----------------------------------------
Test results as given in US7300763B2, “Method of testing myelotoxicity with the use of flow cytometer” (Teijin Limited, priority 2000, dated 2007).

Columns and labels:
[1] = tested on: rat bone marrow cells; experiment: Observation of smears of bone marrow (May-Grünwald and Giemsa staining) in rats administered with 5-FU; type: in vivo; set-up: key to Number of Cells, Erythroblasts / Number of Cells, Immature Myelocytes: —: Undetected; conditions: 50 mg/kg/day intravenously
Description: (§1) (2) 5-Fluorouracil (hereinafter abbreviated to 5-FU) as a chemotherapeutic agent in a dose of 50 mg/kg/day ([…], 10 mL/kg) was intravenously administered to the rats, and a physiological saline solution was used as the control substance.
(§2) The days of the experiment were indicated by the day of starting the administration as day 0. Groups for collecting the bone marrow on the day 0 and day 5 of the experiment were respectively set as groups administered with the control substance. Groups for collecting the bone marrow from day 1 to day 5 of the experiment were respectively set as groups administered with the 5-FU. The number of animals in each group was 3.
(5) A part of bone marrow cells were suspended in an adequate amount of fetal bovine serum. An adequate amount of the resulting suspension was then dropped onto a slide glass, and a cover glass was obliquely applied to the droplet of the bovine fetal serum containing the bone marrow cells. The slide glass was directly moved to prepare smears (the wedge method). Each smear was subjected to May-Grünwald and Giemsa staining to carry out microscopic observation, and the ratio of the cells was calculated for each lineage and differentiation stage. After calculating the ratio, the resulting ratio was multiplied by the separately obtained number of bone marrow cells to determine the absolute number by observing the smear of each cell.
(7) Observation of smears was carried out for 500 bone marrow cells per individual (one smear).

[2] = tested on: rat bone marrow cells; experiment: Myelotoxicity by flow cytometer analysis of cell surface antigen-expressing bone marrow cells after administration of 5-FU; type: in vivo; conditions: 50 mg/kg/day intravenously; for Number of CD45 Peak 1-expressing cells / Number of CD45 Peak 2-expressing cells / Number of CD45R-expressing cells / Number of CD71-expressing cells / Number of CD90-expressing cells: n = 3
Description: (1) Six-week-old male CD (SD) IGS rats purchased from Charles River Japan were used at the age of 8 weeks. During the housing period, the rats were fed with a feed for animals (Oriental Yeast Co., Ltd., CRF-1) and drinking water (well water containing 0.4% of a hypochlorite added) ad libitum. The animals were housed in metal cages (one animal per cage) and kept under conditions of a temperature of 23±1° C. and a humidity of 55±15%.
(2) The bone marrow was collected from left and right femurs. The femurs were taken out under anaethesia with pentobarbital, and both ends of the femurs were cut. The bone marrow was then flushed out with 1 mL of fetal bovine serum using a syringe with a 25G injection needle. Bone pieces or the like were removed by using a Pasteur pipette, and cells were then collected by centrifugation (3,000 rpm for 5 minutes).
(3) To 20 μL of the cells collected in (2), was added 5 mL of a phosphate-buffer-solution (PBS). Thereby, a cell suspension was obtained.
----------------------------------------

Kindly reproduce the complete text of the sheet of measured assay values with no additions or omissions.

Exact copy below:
Test results as given in US7300763B2, “Method of testing myelotoxicity with the use of flow cytometer” (Teijin Limited, priority 2000, dated 2007).

Columns and labels:
[1] = tested on: rat bone marrow cells; experiment: Observation of smears of bone marrow (May-Grünwald and Giemsa staining) in rats administered with 5-FU; type: in vivo; set-up: key to Number of Cells, Erythroblasts / Number of Cells, Immature Myelocytes: —: Undetected; conditions: 50 mg/kg/day intravenously
Description: (§1) (2) 5-Fluorouracil (hereinafter abbreviated to 5-FU) as a chemotherapeutic agent in a dose of 50 mg/kg/day ([…], 10 mL/kg) was intravenously administered to the rats, and a physiological saline solution was used as the control substance.
(§2) The days of the experiment were indicated by the day of starting the administration as day 0. Groups for collecting the bone marrow on the day 0 and day 5 of the experiment were respectively set as groups administered with the control substance. Groups for collecting the bone marrow from day 1 to day 5 of the experiment were respectively set as groups administered with the 5-FU. The number of animals in each group was 3.
(5) A part of bone marrow cells were suspended in an adequate amount of fetal bovine serum. An adequate amount of the resulting suspension was then dropped onto a slide glass, and a cover glass was obliquely applied to the droplet of the bovine fetal serum containing the bone marrow cells. The slide glass was directly moved to prepare smears (the wedge method). Each smear was subjected to May-Grünwald and Giemsa staining to carry out microscopic observation, and the ratio of the cells was calculated for each lineage and differentiation stage. After calculating the ratio, the resulting ratio was multiplied by the separately obtained number of bone marrow cells to determine the absolute number by observing the smear of each cell.
(7) Observation of smears was carried out for 500 bone marrow cells per individual (one smear).

[2] = tested on: rat bone marrow cells; experiment: Myelotoxicity by flow cytometer analysis of cell surface antigen-expressing bone marrow cells after administration of 5-FU; type: in vivo; conditions: 50 mg/kg/day intravenously; for Number of CD45 Peak 1-expressing cells / Number of CD45 Peak 2-expressing cells / Number of CD45R-expressing cells / Number of CD71-expressing cells / Number of CD90-expressing cells: n = 3
Description: (1) Six-week-old male CD (SD) IGS rats purchased from Charles River Japan were used at the age of 8 weeks. During the housing period, the rats were fed with a feed for animals (Oriental Yeast Co., Ltd., CRF-1) and drinking water (well water containing 0.4% of a hypochlorite added) ad libitum. The animals were housed in metal cages (one animal per cage) and kept under conditions of a temperature of 23±1° C. and a humidity of 55±15%.
(2) The bone marrow was collected from left and right femurs. The femurs were taken out under anaethesia with pentobarbital, and both ends of the femurs were cut. The bone marrow was then flushed out with 1 mL of fetal bovine serum using a syringe with a 25G injection needle. Bone pieces or the like were removed by using a Pasteur pipette, and cells were then collected by centrifugation (3,000 rpm for 5 minutes).
(3) To 20 μL of the cells collected in (2), was added 5 mL of a phosphate-buffer-solution (PBS). Thereby, a cell suspension was obtained.